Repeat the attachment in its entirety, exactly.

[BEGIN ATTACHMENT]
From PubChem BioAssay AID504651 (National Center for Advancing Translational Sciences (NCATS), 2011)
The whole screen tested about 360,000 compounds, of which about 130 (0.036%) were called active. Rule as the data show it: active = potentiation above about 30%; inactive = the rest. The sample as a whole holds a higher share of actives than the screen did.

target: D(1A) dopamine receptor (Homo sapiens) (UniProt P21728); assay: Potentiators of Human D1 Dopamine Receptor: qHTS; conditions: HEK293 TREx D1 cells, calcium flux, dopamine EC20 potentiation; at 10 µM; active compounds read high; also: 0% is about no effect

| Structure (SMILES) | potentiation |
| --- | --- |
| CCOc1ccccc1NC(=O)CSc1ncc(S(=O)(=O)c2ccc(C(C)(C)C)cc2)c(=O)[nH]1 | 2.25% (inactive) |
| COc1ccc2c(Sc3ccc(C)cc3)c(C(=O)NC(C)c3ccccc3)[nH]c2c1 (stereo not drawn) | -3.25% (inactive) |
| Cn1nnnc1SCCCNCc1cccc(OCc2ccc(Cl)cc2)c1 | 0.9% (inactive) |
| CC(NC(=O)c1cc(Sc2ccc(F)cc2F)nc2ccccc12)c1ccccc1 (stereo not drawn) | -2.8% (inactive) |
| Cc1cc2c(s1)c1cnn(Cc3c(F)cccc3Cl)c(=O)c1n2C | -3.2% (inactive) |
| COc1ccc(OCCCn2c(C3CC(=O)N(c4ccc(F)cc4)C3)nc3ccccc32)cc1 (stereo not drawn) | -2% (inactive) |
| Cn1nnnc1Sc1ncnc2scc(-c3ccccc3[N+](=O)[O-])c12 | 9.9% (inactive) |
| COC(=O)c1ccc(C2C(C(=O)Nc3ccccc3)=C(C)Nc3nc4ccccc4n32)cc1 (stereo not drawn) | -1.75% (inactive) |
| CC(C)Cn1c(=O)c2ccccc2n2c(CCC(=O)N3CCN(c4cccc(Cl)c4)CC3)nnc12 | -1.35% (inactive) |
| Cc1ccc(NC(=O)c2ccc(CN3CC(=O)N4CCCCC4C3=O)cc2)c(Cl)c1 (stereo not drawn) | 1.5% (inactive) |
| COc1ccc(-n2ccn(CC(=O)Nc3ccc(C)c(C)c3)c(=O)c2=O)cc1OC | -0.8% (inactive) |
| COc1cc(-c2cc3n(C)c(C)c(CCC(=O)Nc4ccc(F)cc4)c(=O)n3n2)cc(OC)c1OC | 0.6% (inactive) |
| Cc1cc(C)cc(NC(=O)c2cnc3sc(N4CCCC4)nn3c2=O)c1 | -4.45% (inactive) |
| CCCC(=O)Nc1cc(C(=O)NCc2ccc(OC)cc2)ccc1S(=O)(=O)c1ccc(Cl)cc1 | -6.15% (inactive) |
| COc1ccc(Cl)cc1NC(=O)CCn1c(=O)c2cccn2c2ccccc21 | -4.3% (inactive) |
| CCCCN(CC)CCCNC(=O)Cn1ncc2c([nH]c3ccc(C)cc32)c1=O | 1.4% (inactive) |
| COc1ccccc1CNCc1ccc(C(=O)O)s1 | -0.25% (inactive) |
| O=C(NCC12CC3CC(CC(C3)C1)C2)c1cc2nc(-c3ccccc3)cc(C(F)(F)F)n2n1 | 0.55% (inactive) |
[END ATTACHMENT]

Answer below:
From PubChem BioAssay AID504651 (National Center for Advancing Translational Sciences (NCATS), 2011)
The whole screen tested about 360,000 compounds, of which about 130 (0.036%) were called active. Rule as the data show it: active = potentiation above about 30%; inactive = the rest. The sample as a whole holds a higher share of actives than the screen did.

target: D(1A) dopamine receptor (Homo sapiens) (UniProt P21728); assay: Potentiators of Human D1 Dopamine Receptor: qHTS; conditions: HEK293 TREx D1 cells, calcium flux, dopamine EC20 potentiation; at 10 µM; active compounds read high; also: 0% is about no effect

| Structure (SMILES) | potentiation |
| --- | --- |
| CCOc1ccccc1NC(=O)CSc1ncc(S(=O)(=O)c2ccc(C(C)(C)C)cc2)c(=O)[nH]1 | 2.25% (inactive) |
| COc1ccc2c(Sc3ccc(C)cc3)c(C(=O)NC(C)c3ccccc3)[nH]c2c1 (stereo not drawn) | -3.25% (inactive) |
| Cn1nnnc1SCCCNCc1cccc(OCc2ccc(Cl)cc2)c1 | 0.9% (inactive) |
| CC(NC(=O)c1cc(Sc2ccc(F)cc2F)nc2ccccc12)c1ccccc1 (stereo not drawn) | -2.8% (inactive) |
| Cc1cc2c(s1)c1cnn(Cc3c(F)cccc3Cl)c(=O)c1n2C | -3.2% (inactive) |
| COc1ccc(OCCCn2c(C3CC(=O)N(c4ccc(F)cc4)C3)nc3ccccc32)cc1 (stereo not drawn) | -2% (inactive) |
| Cn1nnnc1Sc1ncnc2scc(-c3ccccc3[N+](=O)[O-])c12 | 9.9% (inactive) |
| COC(=O)c1ccc(C2C(C(=O)Nc3ccccc3)=C(C)Nc3nc4ccccc4n32)cc1 (stereo not drawn) | -1.75% (inactive) |
| CC(C)Cn1c(=O)c2ccccc2n2c(CCC(=O)N3CCN(c4cccc(Cl)c4)CC3)nnc12 | -1.35% (inactive) |
| Cc1ccc(NC(=O)c2ccc(CN3CC(=O)N4CCCCC4C3=O)cc2)c(Cl)c1 (stereo not drawn) | 1.5% (inactive) |
| COc1ccc(-n2ccn(CC(=O)Nc3ccc(C)c(C)c3)c(=O)c2=O)cc1OC | -0.8% (inactive) |
| COc1cc(-c2cc3n(C)c(C)c(CCC(=O)Nc4ccc(F)cc4)c(=O)n3n2)cc(OC)c1OC | 0.6% (inactive) |
| Cc1cc(C)cc(NC(=O)c2cnc3sc(N4CCCC4)nn3c2=O)c1 | -4.45% (inactive) |
| CCCC(=O)Nc1cc(C(=O)NCc2ccc(OC)cc2)ccc1S(=O)(=O)c1ccc(Cl)cc1 | -6.15% (inactive) |
| COc1ccc(Cl)cc1NC(=O)CCn1c(=O)c2cccn2c2ccccc21 | -4.3% (inactive) |
| CCCCN(CC)CCCNC(=O)Cn1ncc2c([nH]c3ccc(C)cc32)c1=O | 1.4% (inactive) |
| COc1ccccc1CNCc1ccc(C(=O)O)s1 | -0.25% (inactive) |
| O=C(NCC12CC3CC(CC(C3)C1)C2)c1cc2nc(-c3ccccc3)cc(C(F)(F)F)n2n1 | 0.55% (inactive) |